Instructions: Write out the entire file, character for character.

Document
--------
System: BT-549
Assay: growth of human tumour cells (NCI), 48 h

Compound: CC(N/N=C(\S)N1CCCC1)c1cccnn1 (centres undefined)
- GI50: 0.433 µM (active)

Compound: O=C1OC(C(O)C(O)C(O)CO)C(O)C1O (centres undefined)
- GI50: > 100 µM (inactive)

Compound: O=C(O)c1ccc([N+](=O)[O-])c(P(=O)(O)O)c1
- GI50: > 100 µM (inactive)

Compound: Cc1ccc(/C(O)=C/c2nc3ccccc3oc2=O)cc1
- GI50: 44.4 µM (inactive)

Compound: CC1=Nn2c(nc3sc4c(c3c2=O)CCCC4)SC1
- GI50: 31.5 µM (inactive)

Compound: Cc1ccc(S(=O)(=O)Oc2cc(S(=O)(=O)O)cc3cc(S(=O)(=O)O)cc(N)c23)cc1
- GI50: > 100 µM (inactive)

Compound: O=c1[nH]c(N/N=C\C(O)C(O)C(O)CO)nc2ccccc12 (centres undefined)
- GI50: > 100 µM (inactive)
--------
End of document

System: BT-549
Assay: growth of human tumour cells (NCI), 48 h

Compound: CC(N/N=C(\S)N1CCCC1)c1cccnn1 (centres undefined)
- GI50: 0.433 µM (active)

Compound: O=C1OC(C(O)C(O)C(O)CO)C(O)C1O (centres undefined)
- GI50: > 100 µM (inactive)

Compound: O=C(O)c1ccc([N+](=O)[O-])c(P(=O)(O)O)c1
- GI50: > 100 µM (inactive)

Compound: Cc1ccc(/C(O)=C/c2nc3ccccc3oc2=O)cc1
- GI50: 44.4 µM (inactive)

Compound: CC1=Nn2c(nc3sc4c(c3c2=O)CCCC4)SC1
- GI50: 31.5 µM (inactive)

Compound: Cc1ccc(S(=O)(=O)Oc2cc(S(=O)(=O)O)cc3cc(S(=O)(=O)O)cc(N)c23)cc1
- GI50: > 100 µM (inactive)

Compound: O=c1[nH]c(N/N=C\C(O)C(O)C(O)CO)nc2ccccc12 (centres undefined)
- GI50: > 100 µM (inactive)